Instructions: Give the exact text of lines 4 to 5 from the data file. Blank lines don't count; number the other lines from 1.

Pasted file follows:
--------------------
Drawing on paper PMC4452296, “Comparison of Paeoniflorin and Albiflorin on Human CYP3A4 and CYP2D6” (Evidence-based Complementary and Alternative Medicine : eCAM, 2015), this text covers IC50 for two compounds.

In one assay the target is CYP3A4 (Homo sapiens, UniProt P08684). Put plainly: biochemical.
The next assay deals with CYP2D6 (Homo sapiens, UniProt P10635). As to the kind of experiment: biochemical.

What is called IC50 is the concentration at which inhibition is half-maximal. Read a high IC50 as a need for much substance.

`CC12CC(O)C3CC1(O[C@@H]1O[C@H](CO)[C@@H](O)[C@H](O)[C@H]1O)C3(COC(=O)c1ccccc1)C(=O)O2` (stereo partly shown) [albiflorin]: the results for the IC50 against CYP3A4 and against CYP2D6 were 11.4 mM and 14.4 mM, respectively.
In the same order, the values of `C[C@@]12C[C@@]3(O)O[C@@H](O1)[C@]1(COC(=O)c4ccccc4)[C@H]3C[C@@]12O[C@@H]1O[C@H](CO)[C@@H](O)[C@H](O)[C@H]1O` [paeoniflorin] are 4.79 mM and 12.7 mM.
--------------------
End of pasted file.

What is called IC50 is the concentration at which inhibition is half-maximal. Read a high IC50 as a need for much substance.

`CC12CC(O)C3CC1(O[C@@H]1O[C@H](CO)[C@@H](O)[C@H](O)[C@H]1O)C3(COC(=O)c1ccccc1)C(=O)O2` (stereo partly shown) [albiflorin]: the results for the IC50 against CYP3A4 and against CYP2D6 were 11.4 mM and 14.4 mM, respectively.